The pastor also encouraged the students to avoid referring to themselves and their activities using the word almost.
“I see so many people in life living in the land of Almost,” Webb explained. “Almost means exactly zero. If you told me you almost caught a fish, well you didn’t catch a fish. If you say you almost graduated, you dropped out. If you live in the land of Almost, you’ll never be successful in life.”
Stating that every student has at least one teacher who makes an impact on your life, Webb reminisced about his eighth grade teacher Miss Hill. Rather than being an encourager in his life, Miss Hill, Webb said, was the direct opposite. Instead, the teacher told Webb he wasn’t smart enough to attend college.
“I did enough to just get by, but I knew within me I could do better than that,” Webb recalled. “I got mad at Miss Hill and made an effort to do better. I wanted to prove to Miss Hill I could.”
Because of that eighth grade teacher, Webb set his sights on graduating from high school in the Top 10 of his senior class. Although he didn’t reach that goal, Webb said he finished in the Top 13. He attended the University of Tennessee – Martin and received his bachelor’s degree. Not stopping there, Webb earned a master’s degree, a divinity degree and eventually a doctor of divinity degree. Each time he walked across the stage to receive a diploma, Webb said he wasn’t focused on family and friends in the audience cheering him on. Instead, he looked for Miss Webb in the crowd every time.
“This woman motivated me so much to get out of the stupor of my mind,” Webb said.
Stating that millions of people go to college, Webb encouraged the seniors to not just go to college but to earn a degree and graduate.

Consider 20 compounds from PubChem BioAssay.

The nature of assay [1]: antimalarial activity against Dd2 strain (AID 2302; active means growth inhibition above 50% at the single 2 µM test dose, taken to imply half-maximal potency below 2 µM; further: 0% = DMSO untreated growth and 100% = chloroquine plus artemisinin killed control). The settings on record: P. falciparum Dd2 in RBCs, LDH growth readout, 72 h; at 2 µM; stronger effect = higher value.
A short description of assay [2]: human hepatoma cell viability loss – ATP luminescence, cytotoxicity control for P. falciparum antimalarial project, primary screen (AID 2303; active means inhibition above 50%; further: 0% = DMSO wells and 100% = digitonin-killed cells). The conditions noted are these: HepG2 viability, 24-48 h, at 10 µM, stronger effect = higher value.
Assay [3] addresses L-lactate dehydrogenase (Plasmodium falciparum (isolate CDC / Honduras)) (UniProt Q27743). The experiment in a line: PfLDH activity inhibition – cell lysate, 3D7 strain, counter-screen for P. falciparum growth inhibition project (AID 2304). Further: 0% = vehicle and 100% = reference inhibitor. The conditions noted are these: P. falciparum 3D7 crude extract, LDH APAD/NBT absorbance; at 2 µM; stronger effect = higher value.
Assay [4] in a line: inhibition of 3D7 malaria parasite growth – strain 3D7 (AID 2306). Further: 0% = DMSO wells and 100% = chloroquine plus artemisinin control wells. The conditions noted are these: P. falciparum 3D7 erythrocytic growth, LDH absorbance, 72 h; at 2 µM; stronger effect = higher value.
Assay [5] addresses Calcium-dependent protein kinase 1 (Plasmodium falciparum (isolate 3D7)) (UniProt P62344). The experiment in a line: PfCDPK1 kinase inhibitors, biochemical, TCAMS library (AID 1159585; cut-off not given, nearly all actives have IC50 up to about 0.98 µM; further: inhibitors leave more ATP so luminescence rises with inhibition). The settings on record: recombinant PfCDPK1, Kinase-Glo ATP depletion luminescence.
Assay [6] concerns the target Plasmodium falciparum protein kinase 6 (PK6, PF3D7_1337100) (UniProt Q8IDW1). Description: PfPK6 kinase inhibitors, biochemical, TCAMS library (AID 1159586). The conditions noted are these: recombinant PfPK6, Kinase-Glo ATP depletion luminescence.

“Whatever you do, make sure it’s on your mind,” the minister said. “If it’s not on your mind, it’s not in your future.”
Pastor Stephen Cavness of First Baptist Church led the group in the benediction. While praying, he said, “You created us on purpose for a purpose” and encouraged the seniors to focus on this fact.
Following the recessional, the seniors took time out to pose for photos with other class members, family members and friends.
The FHS Senior Class of 2014 includes Aaliyah Neshell Bean, Rachel Leigh Ann Blassingim, Monica Dale Brown, Robert William Burns, Sara Allison Caldwell, Tara Beth Coy, Rachel Michelle Decker, Cameron Seth Dodson, Tia Shay Forrester, Mason Dene Garland, Hannah Noel Grooms, Erika Angelyna Hamlin, Matthew Ryan Hastings, Autumn Darielle Haynes, Marvonte ShaQuon Hobbs, Cless Riley Holder, Alleya Elynn Jenkins, Brett Donovan Jenkins, Bryan Leon Johnson, Shanetell Dasha Jones, Daquan Raheem Kinney, Jennifer Elizabeth Lee, Ashley Dawn McClanahan, Mary Kathryn Miller, Blake Bobby Roach, Brady Lane Simmons, Alexias Jo Snow, Summer Marie Stewart, Arian Denez Ware, and Michael Morgan Worley.
Graduation is slated for 7 p.m. Friday, May 16, in the Fulton High School Gymnasium.
More photos from Sunday night may be viewed by clicking on the Photo Galleries link on the FHS website.